The Dot Product If one is to define a meaningful product of two vectors, ~a = ha1 , a2 , a3 i and ~b = hb1 , b2 , b3 i, the first idea that comes to mind would probably be to consider coordinate-wise multiplication ha1 b1 , a2 b2 , a3 b3 i. However, since this type of product is geometrically not very meaningful nor applicable, one consider two other types of multiplication, the dot and the cross product.

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The dot product of vectors ~a = ha1 , a2 , a3 i and ~b = hb1 , b2 , b3 i is defined to be the scalar obtained by adding the coordinates of our first attempt to define the product, ha1 b1 , a2 b2 , a3 b3 i. The notation used for such product is ~a · ~b. Thus ~a · ~b = a1 b1 + a2 b2 + a3 b3 . This product can be used to determine the angle between the vectors and, in particular, to test whether two vectors are perpendicular to each other. If θ is the angle between two nonzero vectors ~a and ~b, then ~a · ~b = |~a||~b| cos θ As a consequence, ~a and ~b are perpendicular (or orthogonal) exactly when cos θ = 0 which, in turn, happens exactly when ~a · ~b = 0. Thus, ~a and ~b are perpendicular if and only if ~a·~b = 0. In case when ~a = ~b, θ = 0 and cos θ = 1, and the formula ~a · ~b = |~a||~b| cos θ becomes ~a · ~a = |~a|2 which relates the dot product and the length of a vector ~a. Projection of one vector to another. In many physics applications, it is relevant to determine the coordinates of a projection of one vector onto the other. Let proj~b~a denote the projection of ~a onto ~b for given nonzero vectors ~a and ~b. The projection of ~a onto ~b has the same direction and sense as vector ~b. The length of proj~b~a satisfies |proj~b~a| = |a| cos θ. Thus, proj~b~a can be obtained by multiplying its length with the normalization of ~b. ~a · ~b proj~b~a = |proj~b~a| ˆb = |~a| cos θ ˆb = |~a| |~a||~b| proj~b~a =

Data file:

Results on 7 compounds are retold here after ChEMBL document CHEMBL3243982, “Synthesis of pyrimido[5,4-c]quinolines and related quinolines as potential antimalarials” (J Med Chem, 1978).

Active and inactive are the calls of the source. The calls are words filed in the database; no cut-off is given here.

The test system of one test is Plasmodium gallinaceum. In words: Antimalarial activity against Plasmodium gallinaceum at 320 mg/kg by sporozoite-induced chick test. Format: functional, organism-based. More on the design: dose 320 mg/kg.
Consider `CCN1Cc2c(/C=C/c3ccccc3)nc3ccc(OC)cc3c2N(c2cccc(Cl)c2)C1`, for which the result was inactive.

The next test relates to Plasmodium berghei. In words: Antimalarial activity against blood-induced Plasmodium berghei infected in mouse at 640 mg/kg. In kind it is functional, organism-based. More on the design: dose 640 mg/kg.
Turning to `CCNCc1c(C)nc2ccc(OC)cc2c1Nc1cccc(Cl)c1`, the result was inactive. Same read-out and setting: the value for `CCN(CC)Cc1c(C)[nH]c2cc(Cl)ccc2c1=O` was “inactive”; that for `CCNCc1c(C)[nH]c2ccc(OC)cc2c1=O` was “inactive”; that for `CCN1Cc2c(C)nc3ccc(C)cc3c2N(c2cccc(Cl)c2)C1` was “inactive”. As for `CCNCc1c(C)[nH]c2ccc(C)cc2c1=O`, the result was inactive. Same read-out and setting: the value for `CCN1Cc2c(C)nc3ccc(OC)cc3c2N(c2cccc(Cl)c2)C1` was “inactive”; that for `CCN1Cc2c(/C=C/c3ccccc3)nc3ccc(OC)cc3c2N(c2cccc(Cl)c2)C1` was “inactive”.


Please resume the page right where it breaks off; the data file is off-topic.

~b ⇒ |~b|

~a · ~b ~ b. |~b|2

Practice problems. 1. Find the dot product of the vectors ~a = h1, 3, −4i and ~b = h−2, 3, 1i. 2. Find the angle between the vectors ~a = h3, 4i and ~b = h5, 12i. 3

3. Find the angle between the vectors ~a = h3, −1, 2i and ~b = h2, 4, −1i. 4. Find the projection of ~a onto ~b if ~a = h1, −1, 0i and ~b = h1, 0, 1i. Solutions. 1. ~a · ~b = −2 + 9 − 4 = 3. 2. If θ denotes the angle between the vectors, then ~a·~b 15+48 63 −1 cos θ = |~a||~b| = (5)(13) = 65 = 969. θ = cos (.969) = .249 radians or 14.25 degrees. ~a·~b = |~a0||~b| = 0. So, θ = 90 degrees |~a||~b| ~ = |~a~b|·b2 ~b = (√12)2 h1, 0, 1i = 21 h1, 0, 1i =

3. cos θ =

and the vectors are perpendicular.

4. proj~b~a

h 12 , 0, 21 i.